[Taken from the first edition of Writer / Designer]
Rhetoric: “the study of making texts that effectively persuade an audience toward change” (21)
Rhetorical situation: “the set of circumstances in which an author creates a text” (21).
- Author (25-26):
- How does the author (implied or actual) establish credibility?
- Does the author (implied or actual) have a certain reputation? Does the text work to support this reputation, or does it work to alter this reputation?
- If you know who the actual author is, can you find any historical or biographic information that will help you understand his or her credibility, character, and reputation?
- Will the audience trust this author? Why or why not?
- Audience (22-23):
- Who is the intended audience?
- Who might be the secondary audience(s)?
- What values or opinions do the primary and secondary audiences hold?
- Does the author appeal to these values or opinions in any way?
- Purpose (23-24):
- What do you consider to be the overall intention for the text? Why?
- Do you think there might be one or more secondary intentions? Why?
- Context (24-25):
- What is the medium? Why did the author choose this medium instead of another?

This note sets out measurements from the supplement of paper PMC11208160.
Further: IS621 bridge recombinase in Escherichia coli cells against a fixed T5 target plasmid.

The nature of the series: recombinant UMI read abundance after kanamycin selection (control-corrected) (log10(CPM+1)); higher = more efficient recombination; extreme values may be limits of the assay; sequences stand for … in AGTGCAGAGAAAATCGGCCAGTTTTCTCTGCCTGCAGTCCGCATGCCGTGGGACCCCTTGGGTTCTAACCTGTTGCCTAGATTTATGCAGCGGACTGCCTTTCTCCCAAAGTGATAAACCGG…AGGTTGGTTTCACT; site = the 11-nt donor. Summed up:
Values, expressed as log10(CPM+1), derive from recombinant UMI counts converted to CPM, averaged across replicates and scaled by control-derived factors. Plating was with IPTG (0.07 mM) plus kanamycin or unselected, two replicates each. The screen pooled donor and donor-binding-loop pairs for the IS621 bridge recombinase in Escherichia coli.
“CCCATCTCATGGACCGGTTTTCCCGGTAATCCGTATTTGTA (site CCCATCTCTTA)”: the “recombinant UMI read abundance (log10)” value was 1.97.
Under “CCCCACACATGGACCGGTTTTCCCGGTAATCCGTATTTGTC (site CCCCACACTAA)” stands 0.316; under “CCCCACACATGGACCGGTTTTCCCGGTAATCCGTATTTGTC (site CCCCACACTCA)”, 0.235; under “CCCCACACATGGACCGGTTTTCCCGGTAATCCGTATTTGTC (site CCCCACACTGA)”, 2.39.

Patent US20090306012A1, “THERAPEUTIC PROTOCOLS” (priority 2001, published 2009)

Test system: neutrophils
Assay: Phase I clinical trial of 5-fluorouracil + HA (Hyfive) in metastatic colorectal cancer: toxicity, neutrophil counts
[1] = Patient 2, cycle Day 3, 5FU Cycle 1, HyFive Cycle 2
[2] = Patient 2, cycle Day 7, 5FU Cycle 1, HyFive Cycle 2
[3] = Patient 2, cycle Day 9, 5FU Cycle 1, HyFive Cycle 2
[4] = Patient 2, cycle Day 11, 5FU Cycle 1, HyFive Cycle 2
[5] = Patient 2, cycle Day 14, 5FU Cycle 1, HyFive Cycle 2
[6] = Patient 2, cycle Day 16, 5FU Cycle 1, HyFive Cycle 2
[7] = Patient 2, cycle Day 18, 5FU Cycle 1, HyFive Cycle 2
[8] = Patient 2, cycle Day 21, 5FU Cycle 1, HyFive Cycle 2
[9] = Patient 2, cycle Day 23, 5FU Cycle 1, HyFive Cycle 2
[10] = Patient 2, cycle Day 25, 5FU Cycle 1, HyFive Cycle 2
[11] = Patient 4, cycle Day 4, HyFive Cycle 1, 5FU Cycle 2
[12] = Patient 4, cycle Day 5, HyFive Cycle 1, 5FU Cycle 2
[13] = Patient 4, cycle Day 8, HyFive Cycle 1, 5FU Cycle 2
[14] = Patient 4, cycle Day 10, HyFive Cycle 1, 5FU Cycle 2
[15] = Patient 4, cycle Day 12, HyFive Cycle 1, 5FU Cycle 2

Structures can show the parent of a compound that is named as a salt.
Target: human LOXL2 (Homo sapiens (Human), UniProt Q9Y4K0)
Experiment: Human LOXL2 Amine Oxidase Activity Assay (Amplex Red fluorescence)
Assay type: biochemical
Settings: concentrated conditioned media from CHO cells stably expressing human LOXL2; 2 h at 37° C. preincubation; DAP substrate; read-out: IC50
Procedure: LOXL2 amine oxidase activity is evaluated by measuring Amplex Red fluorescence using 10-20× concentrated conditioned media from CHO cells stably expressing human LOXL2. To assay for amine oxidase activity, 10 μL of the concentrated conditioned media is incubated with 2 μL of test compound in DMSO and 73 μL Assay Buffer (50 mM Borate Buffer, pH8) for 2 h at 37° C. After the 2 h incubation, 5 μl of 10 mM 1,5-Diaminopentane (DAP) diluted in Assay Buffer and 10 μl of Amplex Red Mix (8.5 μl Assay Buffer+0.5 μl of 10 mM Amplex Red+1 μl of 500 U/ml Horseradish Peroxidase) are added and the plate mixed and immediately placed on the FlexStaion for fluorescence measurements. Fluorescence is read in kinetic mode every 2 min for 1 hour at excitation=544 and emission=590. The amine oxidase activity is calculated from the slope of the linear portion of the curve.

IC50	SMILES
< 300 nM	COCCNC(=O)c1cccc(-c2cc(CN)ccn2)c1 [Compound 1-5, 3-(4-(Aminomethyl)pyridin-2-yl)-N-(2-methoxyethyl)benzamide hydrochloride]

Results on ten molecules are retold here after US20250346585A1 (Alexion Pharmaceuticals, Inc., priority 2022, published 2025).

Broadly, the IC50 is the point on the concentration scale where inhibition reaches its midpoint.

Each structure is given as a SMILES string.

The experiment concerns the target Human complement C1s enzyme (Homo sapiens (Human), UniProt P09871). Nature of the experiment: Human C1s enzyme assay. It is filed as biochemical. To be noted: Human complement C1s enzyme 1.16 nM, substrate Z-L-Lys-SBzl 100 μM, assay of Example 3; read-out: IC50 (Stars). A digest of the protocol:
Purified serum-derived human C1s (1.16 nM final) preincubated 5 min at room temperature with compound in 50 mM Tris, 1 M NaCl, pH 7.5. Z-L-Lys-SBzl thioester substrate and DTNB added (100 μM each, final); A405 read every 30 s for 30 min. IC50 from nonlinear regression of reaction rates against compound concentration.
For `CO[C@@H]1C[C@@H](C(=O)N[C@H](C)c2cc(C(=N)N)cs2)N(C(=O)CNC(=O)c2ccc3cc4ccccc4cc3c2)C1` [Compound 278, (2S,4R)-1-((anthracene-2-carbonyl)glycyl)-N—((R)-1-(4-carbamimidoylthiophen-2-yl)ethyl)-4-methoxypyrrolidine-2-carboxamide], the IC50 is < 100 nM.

- Where did you find the text? What was the publication venue (book, newspaper, tv, web, etc.)?
- What were the historical conventions for this type of text? What materials, media, or publishing venues were available at the time?
- What are the social and cultural connotations within the text? What colors, pictures, or phrases are used? What technologies does the text use?
- How will readers interact with this text? Will they read it on their phone or tablet while walking down the street? on a desktop computer in a public library? on a laptop in their backyard?
- Genre (26-27):
- How might you define the genre of the text? Consider both a broad definition and a more specific definition.
- In what ways is the text similar to other texts within this genre?
- What key features make it part of the genre you’ve identified?